By Josh Troy
The Coahoma County Fire Department organized a training session on how to extinguish a propane tank fire in front of an audience of spectators at the old Walmart parking lot on State Street Wednesday night. The City of Clarksdale, Quitman, and Bolivar counties also participated. “That training was to update people on propane tanks,” said Coahoma County Fire Chief Stanley Lynom. “There was a collaboration between the County and the City, and I set it up and had help with the City.”
The public could watch, and Lynom said it provided an opportunity to see what it takes to be a firefighter. “What we did last night was just a demonstration,” he said. “If it really happens, it’s more volatile than the little deal out there. It basically was for the firefighters, to give them an idea of what to do.”
Lynom said everything went well. “It was perfect. He said we had a good time, and the public had a good time. Lynom added that some individuals watching the demonstration expressed interest in being a firefighter.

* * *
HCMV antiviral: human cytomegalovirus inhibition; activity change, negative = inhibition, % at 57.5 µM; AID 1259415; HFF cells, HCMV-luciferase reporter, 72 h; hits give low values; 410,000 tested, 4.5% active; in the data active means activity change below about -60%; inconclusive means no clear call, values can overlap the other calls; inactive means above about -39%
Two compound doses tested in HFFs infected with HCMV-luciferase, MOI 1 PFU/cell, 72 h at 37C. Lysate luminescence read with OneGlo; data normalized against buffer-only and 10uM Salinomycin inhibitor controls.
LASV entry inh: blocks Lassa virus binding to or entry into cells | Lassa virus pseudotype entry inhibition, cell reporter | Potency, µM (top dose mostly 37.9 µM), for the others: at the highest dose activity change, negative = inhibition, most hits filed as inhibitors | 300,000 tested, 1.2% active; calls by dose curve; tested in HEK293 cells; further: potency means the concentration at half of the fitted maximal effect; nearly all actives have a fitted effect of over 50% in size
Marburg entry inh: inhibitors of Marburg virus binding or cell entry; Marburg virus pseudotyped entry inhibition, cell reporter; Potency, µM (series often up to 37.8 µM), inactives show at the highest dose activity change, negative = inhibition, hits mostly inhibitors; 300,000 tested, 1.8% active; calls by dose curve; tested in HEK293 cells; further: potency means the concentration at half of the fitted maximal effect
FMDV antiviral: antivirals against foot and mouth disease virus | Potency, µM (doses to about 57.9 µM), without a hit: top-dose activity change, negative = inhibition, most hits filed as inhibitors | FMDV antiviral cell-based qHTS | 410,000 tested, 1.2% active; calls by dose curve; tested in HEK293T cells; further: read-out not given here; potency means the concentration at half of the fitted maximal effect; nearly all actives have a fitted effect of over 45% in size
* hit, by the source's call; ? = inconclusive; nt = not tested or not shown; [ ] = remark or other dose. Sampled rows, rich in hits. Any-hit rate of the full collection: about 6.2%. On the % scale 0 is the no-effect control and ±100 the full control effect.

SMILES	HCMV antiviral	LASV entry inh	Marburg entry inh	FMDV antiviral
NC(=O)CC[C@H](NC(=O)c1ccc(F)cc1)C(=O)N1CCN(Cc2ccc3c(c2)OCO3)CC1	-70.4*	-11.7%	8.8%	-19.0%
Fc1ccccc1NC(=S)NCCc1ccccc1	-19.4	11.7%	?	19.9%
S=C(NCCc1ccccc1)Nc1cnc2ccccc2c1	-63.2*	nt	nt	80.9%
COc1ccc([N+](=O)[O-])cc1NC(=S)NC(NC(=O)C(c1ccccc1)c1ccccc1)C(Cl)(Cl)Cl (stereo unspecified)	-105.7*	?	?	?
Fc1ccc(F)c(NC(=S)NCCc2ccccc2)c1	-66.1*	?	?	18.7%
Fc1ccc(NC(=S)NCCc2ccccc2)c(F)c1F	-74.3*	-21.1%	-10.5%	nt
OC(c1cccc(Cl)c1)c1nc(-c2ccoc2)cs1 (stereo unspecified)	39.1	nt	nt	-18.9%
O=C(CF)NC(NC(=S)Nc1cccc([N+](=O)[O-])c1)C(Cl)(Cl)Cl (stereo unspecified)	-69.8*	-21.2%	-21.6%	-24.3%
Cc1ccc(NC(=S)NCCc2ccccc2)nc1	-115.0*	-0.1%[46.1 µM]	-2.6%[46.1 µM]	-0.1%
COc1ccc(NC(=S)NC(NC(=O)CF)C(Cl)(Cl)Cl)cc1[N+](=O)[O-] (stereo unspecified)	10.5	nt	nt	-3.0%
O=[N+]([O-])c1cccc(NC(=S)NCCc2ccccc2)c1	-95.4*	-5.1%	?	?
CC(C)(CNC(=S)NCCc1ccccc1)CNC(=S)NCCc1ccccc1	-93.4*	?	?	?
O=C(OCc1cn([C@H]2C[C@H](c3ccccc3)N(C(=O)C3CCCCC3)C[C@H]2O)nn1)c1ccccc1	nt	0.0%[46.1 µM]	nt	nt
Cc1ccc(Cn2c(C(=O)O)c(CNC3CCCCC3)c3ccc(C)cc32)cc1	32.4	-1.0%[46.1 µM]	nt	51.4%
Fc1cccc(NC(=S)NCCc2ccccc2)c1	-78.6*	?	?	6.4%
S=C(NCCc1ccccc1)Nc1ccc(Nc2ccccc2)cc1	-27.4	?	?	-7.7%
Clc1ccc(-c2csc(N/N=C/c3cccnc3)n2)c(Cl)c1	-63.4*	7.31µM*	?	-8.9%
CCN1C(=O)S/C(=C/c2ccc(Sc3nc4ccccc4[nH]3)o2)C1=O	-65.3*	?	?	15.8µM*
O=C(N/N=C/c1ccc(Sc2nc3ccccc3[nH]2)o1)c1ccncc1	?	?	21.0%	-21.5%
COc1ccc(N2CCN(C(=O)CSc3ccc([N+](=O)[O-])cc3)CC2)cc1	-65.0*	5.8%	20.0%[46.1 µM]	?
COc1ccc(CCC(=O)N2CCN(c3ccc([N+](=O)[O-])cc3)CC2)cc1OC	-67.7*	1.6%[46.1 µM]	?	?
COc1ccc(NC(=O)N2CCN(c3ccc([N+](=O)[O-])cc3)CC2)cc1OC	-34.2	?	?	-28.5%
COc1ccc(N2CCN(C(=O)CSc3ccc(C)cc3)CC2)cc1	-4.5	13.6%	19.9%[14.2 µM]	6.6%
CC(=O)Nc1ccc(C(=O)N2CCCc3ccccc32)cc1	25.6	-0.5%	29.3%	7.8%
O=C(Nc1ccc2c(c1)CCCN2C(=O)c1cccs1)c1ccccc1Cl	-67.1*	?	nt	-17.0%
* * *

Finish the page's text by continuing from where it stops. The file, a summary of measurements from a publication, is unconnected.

“A guy came in this morning (Thursday) and got an application,” he said. Clarksdale Fire Chief Rocky Nabors has been on the job for 31 years and has seen many times where a propane tank fire needs to be extinguished.
“It’s a strategy in trying to control that kind of situation,” he said. “It hasn’t changed. There’s a certain water pattern that they have to approach it with.” Nabors said it was good for Clarksdale and Coahoma County to work together, adding more of that will happen in the future when construction of the City’s new training facility on Sasse Street is completed.
“It is always good to be able to train with those guys,” he said. Lynom said a similar type of training as combating a propane tank fire occurs in some communities every four years. He added that firefighters undergo state training 36 hours per year and encouraged community support. “Support your local fire department,” he said. “Also, we have some smoke alarms if anybody wants to get a smoke alarm.” Lynom said anyone who wants a smoke alarm can call the central fire station at (662) 624-3034 and leave their address and phone number.